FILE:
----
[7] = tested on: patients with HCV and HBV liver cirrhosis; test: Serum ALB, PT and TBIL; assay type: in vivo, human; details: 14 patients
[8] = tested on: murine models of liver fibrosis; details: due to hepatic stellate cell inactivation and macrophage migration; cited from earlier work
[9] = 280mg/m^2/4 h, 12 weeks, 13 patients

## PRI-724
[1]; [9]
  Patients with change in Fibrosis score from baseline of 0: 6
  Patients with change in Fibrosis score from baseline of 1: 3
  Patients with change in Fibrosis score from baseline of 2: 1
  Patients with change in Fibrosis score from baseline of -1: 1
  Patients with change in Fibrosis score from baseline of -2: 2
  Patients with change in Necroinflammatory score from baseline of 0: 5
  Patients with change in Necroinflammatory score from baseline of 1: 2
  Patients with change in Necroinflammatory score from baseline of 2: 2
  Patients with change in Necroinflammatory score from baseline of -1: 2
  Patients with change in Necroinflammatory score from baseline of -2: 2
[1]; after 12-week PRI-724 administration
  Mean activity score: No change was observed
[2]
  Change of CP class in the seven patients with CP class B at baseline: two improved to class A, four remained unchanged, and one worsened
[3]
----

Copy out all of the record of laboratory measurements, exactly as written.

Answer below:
[7] = tested on: patients with HCV and HBV liver cirrhosis; test: Serum ALB, PT and TBIL; assay type: in vivo, human; details: 14 patients
[8] = tested on: murine models of liver fibrosis; details: due to hepatic stellate cell inactivation and macrophage migration; cited from earlier work
[9] = 280mg/m^2/4 h, 12 weeks, 13 patients

## PRI-724
[1]; [9]
  Patients with change in Fibrosis score from baseline of 0: 6
  Patients with change in Fibrosis score from baseline of 1: 3
  Patients with change in Fibrosis score from baseline of 2: 1
  Patients with change in Fibrosis score from baseline of -1: 1
  Patients with change in Fibrosis score from baseline of -2: 2
  Patients with change in Necroinflammatory score from baseline of 0: 5
  Patients with change in Necroinflammatory score from baseline of 1: 2
  Patients with change in Necroinflammatory score from baseline of 2: 2
  Patients with change in Necroinflammatory score from baseline of -1: 2
  Patients with change in Necroinflammatory score from baseline of -2: 2
[1]; after 12-week PRI-724 administration
  Mean activity score: No change was observed
[2]
  Change of CP class in the seven patients with CP class B at baseline: two improved to class A, four remained unchanged, and one worsened
[3]